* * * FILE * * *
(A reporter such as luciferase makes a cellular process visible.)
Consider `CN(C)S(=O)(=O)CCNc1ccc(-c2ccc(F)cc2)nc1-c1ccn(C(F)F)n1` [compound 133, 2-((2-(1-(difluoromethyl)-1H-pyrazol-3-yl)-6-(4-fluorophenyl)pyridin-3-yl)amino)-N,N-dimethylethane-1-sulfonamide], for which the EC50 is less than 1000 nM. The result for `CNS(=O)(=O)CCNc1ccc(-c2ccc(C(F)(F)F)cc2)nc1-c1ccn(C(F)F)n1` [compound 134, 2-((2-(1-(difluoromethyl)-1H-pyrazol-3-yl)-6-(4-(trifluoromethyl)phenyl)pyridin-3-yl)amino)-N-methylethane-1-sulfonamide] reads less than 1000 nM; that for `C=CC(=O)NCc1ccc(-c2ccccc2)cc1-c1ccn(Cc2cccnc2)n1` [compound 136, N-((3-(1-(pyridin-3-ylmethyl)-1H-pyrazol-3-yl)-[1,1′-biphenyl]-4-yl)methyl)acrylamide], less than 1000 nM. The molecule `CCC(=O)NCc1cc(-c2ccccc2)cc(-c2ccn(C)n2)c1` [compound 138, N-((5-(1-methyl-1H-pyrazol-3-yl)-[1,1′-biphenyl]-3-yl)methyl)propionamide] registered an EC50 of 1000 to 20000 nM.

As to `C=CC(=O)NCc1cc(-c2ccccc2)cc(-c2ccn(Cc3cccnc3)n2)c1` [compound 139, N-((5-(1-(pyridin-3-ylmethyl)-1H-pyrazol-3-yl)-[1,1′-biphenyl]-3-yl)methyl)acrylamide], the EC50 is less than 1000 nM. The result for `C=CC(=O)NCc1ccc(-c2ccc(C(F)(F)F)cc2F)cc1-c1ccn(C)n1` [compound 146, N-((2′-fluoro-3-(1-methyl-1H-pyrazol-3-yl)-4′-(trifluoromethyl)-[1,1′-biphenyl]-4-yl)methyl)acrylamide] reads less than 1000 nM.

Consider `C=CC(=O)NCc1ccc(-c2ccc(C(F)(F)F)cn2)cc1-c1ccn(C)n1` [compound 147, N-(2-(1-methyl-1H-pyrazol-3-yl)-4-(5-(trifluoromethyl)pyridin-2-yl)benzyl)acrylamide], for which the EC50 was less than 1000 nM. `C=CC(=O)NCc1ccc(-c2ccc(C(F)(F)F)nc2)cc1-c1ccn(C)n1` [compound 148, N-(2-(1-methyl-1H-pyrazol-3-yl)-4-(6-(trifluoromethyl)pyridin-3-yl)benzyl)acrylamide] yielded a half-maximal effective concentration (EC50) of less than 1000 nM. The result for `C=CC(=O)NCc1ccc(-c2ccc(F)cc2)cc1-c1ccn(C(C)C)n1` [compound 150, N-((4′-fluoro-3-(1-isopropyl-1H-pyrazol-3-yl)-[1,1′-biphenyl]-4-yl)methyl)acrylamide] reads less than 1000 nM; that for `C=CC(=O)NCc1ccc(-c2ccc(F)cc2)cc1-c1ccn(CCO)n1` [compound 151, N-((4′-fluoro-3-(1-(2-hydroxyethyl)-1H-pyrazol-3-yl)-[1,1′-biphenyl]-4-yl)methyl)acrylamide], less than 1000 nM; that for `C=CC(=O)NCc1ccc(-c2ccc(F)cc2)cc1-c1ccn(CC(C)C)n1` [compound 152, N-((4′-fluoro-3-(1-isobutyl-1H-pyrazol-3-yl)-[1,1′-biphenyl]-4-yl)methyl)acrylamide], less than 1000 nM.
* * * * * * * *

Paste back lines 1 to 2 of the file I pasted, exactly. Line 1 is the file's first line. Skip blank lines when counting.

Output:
(A reporter such as luciferase makes a cellular process visible.)
Consider `CN(C)S(=O)(=O)CCNc1ccc(-c2ccc(F)cc2)nc1-c1ccn(C(F)F)n1` [compound 133, 2-((2-(1-(difluoromethyl)-1H-pyrazol-3-yl)-6-(4-fluorophenyl)pyridin-3-yl)amino)-N,N-dimethylethane-1-sulfonamide], for which the EC50 is less than 1000 nM. The result for `CNS(=O)(=O)CCNc1ccc(-c2ccc(C(F)(F)F)cc2)nc1-c1ccn(C(F)F)n1` [compound 134, 2-((2-(1-(difluoromethyl)-1H-pyrazol-3-yl)-6-(4-(trifluoromethyl)phenyl)pyridin-3-yl)amino)-N-methylethane-1-sulfonamide] reads less than 1000 nM; that for `C=CC(=O)NCc1ccc(-c2ccccc2)cc1-c1ccn(Cc2cccnc2)n1` [compound 136, N-((3-(1-(pyridin-3-ylmethyl)-1H-pyrazol-3-yl)-[1,1′-biphenyl]-4-yl)methyl)acrylamide], less than 1000 nM. The molecule `CCC(=O)NCc1cc(-c2ccccc2)cc(-c2ccn(C)n2)c1` [compound 138, N-((5-(1-methyl-1H-pyrazol-3-yl)-[1,1′-biphenyl]-3-yl)methyl)propionamide] registered an EC50 of 1000 to 20000 nM.